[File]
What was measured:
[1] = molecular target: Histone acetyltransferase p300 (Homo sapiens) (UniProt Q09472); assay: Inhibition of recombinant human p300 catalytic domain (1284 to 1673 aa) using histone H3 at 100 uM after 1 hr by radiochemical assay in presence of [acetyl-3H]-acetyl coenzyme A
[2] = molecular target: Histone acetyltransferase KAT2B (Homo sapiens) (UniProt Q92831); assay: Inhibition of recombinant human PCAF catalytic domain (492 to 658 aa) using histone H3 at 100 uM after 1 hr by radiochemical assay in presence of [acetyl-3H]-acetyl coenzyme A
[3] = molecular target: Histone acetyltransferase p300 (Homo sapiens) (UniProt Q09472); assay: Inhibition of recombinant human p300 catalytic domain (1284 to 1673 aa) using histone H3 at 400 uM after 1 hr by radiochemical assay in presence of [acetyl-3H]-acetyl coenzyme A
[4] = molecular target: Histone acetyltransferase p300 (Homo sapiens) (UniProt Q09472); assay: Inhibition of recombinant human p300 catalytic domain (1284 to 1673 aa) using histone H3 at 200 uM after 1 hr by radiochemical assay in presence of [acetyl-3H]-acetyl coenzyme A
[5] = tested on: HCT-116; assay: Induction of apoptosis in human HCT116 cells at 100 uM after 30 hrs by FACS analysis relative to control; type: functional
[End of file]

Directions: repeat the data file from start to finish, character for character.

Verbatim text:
What was measured:
[1] = molecular target: Histone acetyltransferase p300 (Homo sapiens) (UniProt Q09472); assay: Inhibition of recombinant human p300 catalytic domain (1284 to 1673 aa) using histone H3 at 100 uM after 1 hr by radiochemical assay in presence of [acetyl-3H]-acetyl coenzyme A
[2] = molecular target: Histone acetyltransferase KAT2B (Homo sapiens) (UniProt Q92831); assay: Inhibition of recombinant human PCAF catalytic domain (492 to 658 aa) using histone H3 at 100 uM after 1 hr by radiochemical assay in presence of [acetyl-3H]-acetyl coenzyme A
[3] = molecular target: Histone acetyltransferase p300 (Homo sapiens) (UniProt Q09472); assay: Inhibition of recombinant human p300 catalytic domain (1284 to 1673 aa) using histone H3 at 400 uM after 1 hr by radiochemical assay in presence of [acetyl-3H]-acetyl coenzyme A
[4] = molecular target: Histone acetyltransferase p300 (Homo sapiens) (UniProt Q09472); assay: Inhibition of recombinant human p300 catalytic domain (1284 to 1673 aa) using histone H3 at 200 uM after 1 hr by radiochemical assay in presence of [acetyl-3H]-acetyl coenzyme A
[5] = tested on: HCT-116; assay: Induction of apoptosis in human HCT116 cells at 100 uM after 30 hrs by FACS analysis relative to control; type: functional